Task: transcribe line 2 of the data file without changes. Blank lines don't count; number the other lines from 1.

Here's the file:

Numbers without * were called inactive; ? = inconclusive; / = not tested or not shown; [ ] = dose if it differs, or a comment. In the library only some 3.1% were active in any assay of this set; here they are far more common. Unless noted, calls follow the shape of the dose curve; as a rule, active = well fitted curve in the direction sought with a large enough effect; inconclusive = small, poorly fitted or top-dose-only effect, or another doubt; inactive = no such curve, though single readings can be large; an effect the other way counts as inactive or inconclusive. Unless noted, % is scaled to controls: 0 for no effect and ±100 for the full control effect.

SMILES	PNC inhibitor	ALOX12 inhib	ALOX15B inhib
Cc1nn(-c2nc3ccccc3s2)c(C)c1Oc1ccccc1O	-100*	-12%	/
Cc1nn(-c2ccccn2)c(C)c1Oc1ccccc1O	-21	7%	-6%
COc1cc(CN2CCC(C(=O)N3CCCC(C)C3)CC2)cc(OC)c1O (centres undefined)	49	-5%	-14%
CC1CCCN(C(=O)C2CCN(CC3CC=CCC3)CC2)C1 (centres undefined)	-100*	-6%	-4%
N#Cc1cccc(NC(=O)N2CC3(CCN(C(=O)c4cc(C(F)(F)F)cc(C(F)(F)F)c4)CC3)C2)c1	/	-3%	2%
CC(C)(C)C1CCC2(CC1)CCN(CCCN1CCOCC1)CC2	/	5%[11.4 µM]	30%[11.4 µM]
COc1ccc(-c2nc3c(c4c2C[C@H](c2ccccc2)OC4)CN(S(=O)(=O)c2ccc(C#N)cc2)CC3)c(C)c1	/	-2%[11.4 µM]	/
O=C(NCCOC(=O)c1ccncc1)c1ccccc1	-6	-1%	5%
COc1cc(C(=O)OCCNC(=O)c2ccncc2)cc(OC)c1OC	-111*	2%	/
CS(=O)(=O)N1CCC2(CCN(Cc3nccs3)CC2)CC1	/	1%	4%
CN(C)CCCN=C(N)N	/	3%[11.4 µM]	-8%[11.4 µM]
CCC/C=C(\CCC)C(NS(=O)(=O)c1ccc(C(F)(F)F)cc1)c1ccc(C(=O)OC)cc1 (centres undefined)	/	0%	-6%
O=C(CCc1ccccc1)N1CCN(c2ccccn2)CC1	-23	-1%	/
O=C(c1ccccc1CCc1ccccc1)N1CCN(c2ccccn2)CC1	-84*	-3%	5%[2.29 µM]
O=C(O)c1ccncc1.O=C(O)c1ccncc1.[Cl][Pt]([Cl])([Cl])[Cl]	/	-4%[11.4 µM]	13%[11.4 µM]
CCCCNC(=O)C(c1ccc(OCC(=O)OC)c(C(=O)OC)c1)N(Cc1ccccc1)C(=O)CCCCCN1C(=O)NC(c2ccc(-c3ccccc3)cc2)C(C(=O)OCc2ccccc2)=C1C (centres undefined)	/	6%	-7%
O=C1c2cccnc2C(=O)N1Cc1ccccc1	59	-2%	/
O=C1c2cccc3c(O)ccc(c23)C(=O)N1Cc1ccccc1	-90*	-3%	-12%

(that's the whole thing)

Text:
SMILES	PNC inhibitor	ALOX12 inhib	ALOX15B inhib